Learn more about the program at Dartmouth College ›


Reviewing Three Interdisciplinary Approaches

In the 2010 evaluation report of the Creative Campus Innovations Grant Program, Alan Brown, Laura Mandeles and Jennifer Novak-Leonard indicate that the Creative Campus grants succeeded in stimulating the development of new models for arts-based interdisciplinary exchange initiated by campus-based presenters. While some of the models studied build on conventional practice (e.g. artist residencies), they are distinguished by their interdisciplinary nature and by the approaches used to conceive them. They observed three primary approaches:

  • Artist Focus
  • Thematic/Topical Focus
  • Stakeholder or Partner Focus

Read the summary of findings ›


Partnerships are Key to Successful Collaboration

In some respects, the Creative Campus Innovations Grant Program could be viewed as a study in partnerships: partnerships with artists, partnerships with faculty and academic departments, partnerships with student organizations, and partnerships with community organizations. Strong partnerships yielded strong and sustainable outcomes. Thus, grantees with strong process design and project management approaches (e.g., active task forces and committee structures) tended to outperform those with weaker approaches in terms of the grant program’s goals. The capacity to assess progress, reflect critically and diagnose problems was also associated with stronger outcomes.


Pairing Visiting Artists with Non-Arts Faculty – three examples from Wesleyan, Cal State and Montclair State

This strategy builds relationships and pedagogical practices that extend across disciplinary lines. At Wesleyan, co-taught courses coupled a dancer/choreographer with an environmental scientist who developed a curriculum that engaged students in the subject of climate change through scientific and artistic lenses. While engaging faculty artists proved to be relatively straightforward, engaging non-arts faculty proved more difficult. At some campuses, non-arts faculty could not be engaged in the project – not because of political or philosophical problems – but because of the advance planning requirements associated with modifying curriculum.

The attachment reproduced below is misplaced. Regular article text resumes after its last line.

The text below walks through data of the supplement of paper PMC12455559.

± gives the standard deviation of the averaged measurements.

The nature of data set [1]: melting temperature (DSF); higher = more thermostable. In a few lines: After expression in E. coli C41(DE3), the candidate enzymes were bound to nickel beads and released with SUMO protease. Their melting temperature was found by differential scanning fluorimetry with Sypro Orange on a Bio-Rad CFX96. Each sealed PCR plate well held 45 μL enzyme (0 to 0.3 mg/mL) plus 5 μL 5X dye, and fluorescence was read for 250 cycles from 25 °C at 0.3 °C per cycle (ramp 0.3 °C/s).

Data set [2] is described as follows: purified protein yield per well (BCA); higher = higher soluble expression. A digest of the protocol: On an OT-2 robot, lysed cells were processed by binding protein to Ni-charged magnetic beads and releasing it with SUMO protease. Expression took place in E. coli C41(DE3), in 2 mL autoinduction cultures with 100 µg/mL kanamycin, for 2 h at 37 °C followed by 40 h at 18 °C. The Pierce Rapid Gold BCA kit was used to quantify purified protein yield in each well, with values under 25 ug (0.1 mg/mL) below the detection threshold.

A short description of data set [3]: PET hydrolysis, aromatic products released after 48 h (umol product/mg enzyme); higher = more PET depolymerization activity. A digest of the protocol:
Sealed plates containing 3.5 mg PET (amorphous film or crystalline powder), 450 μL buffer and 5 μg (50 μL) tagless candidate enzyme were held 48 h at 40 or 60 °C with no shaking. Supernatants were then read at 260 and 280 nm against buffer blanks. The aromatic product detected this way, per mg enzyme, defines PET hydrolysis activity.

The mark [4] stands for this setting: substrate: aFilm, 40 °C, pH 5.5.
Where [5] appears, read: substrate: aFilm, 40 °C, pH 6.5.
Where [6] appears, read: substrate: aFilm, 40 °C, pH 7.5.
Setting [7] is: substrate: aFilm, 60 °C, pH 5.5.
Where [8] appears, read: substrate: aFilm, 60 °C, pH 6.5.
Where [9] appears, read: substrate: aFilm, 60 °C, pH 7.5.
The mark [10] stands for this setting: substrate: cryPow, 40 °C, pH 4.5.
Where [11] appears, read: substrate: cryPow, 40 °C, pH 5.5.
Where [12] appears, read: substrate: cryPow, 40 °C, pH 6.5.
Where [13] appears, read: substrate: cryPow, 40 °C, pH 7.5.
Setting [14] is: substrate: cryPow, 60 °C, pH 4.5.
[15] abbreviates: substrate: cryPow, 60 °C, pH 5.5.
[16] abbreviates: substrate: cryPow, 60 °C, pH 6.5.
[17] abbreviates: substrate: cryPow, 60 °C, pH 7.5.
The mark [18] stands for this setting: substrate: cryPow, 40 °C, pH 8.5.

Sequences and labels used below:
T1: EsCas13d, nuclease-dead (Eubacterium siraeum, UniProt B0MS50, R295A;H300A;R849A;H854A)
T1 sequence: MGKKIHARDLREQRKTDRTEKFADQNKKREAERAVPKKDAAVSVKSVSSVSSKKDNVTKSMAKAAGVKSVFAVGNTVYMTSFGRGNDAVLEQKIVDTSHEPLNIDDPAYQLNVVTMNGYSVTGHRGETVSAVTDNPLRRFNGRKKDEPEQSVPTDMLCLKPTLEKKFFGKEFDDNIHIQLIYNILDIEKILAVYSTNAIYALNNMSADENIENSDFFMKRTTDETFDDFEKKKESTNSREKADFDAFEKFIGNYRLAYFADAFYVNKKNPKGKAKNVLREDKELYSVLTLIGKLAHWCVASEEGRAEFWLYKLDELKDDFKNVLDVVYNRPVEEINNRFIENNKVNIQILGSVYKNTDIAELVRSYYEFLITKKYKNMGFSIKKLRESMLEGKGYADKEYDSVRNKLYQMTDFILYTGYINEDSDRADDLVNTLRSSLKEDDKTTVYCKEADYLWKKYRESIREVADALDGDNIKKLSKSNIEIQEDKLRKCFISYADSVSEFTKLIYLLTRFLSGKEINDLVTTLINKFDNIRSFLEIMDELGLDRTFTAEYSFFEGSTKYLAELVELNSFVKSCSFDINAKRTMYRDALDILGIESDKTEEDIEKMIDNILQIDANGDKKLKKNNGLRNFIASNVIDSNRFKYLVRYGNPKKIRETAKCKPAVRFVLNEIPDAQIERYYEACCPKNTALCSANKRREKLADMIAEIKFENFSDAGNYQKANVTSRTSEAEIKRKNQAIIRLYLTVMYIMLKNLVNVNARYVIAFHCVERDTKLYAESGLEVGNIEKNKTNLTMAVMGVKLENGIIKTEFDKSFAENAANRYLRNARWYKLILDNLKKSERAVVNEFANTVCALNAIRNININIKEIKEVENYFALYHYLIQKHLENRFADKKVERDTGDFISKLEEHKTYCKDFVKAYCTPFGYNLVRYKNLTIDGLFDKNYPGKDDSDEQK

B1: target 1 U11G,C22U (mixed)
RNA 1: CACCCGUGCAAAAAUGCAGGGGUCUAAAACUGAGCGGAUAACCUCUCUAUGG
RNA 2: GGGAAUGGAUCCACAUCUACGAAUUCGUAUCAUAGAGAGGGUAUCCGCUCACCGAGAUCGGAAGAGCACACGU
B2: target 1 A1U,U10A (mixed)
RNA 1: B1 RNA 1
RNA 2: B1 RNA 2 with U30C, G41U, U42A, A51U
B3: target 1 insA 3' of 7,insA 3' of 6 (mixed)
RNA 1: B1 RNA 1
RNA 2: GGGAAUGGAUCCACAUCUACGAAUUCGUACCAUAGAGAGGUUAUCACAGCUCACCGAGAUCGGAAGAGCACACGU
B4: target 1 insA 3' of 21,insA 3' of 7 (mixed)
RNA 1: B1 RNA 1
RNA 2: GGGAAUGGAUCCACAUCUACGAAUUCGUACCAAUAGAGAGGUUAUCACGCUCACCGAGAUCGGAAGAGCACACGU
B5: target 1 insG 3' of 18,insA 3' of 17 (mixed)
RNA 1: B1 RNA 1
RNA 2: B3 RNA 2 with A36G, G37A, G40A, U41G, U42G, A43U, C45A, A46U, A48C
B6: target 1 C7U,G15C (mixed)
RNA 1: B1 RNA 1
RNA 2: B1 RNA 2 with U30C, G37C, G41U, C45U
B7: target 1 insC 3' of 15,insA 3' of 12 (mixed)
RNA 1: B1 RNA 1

Partnerships at Wesleyan:

When the sequencing of the human genome was announced to the public, choreographer Liz Lerman of the Liz Lerman Dance Exchange was one of many who asked what this would mean for the future. To help answer these questions, she developed Ferocious Beauty: Genome, a multimedia piece that explores the current historic moment of revelation and questioning in genetic research. The subject is represented through a plurality of viewpoints, mirroring a dialogue among multiple voices — artistic, scientific, and scholarly — in all their varied perspectives.

Wesleyan Science Choreography

She began collaborating with scientists across the country who investigate genes and their function. Wesleyan University began to work with Lerman in science classrooms using various movement-based tools developed by the Dance Exchange both to teach science and to encourage our students to think creatively about science – an exploration that has been met with great success.